Having said this, he ate a small portion of the mahā-prasāda and asked his wife to honour the rest.
BIRTH OF KUREŚA'S SONS
About a year later Andal gave birth to twin sons.
Yatiraja was delighted to hear of this and sent Govinda to perform the jata-karma, or birth ceremony.
After the ceremony was completed, Govinda whispered two mantras into the ears of both babies – Śrīman-Nārāyaṇa-caranau saranam prapadye , 'I take shelter at the feet of Lord Nārāyaṇa' and Śrimate Nārāyaṇaya namaḥ , ‘I offer my obeisances to Lord Nārāyaṇa'.
As gifts for the children, Rāmānuja had made out of gold the five weapons of Lord Viṣṇu - the conch, disc, club, sword and bow - so that by wearing them the babies might be protected from ghosts and evil spirits.
After six months Yatiraja performed a name- giving ceremony both for Kureśa's twin sons, whom he named Parāśara and Vyāsa, and for the son of Govinda's younger brother, whom he named Parankusa-purna.
When Rāmānuja had stood before the body of Yamunacharya, he had made three vows:
to write a Vaiṣṇava commentary on the Vedanta-sutras, to preach the philosophy of devotional service all over India, and to name one disciple Parāśara, in honour of the speaker of the Viṣṇu Purāṇa.
Now all three of these vows were fulfilled.
PARĀŚARA AND THE PAṆḌITA
From an early age the child Parāśara gave evidence of his genius and extraordinary character.
When he was only five years old, a renowned paṇḍita known as Sarvajñā Bhaṭṭa passed along the road by Kureśa's house, accompanied by many disciples who were beating on drums and proclaiming the glories of the great scholar.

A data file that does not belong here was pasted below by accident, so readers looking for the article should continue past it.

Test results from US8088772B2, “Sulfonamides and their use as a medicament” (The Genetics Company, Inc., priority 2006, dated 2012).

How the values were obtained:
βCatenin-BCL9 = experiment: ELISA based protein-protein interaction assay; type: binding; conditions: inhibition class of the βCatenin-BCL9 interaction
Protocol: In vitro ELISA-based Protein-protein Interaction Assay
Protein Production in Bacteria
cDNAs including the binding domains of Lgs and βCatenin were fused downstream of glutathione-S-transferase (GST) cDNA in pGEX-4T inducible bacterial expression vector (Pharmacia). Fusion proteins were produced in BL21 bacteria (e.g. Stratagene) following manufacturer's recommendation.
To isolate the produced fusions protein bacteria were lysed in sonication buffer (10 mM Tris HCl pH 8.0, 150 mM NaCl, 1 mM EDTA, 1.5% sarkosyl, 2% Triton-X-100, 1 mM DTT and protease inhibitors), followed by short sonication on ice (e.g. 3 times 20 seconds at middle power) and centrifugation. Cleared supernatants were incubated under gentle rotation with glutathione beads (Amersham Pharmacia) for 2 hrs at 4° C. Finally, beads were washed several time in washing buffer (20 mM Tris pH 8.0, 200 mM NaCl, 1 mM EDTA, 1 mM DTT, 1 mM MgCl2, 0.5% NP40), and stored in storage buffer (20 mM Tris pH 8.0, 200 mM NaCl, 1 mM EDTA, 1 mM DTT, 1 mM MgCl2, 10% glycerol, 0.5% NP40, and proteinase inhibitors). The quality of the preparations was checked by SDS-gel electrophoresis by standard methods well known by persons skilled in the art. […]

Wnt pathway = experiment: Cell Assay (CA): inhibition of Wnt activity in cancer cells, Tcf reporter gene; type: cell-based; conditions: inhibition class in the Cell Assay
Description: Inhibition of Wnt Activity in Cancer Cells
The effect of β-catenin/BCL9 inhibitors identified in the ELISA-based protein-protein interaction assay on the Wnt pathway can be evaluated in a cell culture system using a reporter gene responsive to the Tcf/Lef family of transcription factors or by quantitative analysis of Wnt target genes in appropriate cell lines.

One of the disciples announced, "Here is the unrivalled paṇḍita, Sarvajñā Bhaṭṭa. All those who wish to become his disciples may come to his feet without delay."
On hearing this the child Parāśara approached the paṇḍita, scooping up a handful of dust as he went. Standing before the great scholar, the child addressed him boldly:
"Let me see if you can tell how many grains of dust are in my hand. If you are truly Sarvajñā then you should know everything."
The paṇḍita was very surprised to hear Parāśara's question, but, as he considered the child's words, he began to see clearly the emptiness of his pride and vanity. Taking the young boy on his lap, Sarvajñā kissed him on the forehead and said:
"My child, you are truly my guru. Your question has revealed how foolish I was to be so proud of the little knowledge I have acquired."
Both Parāśara and Vyāsa grew up to be great devotees of Lord Nārāyaṇa, dedicating themselves to the service of Yatiraja.
Following Rāmānuja's instructions, Parāśara later married two daughters from Mahāpūrṇa's family.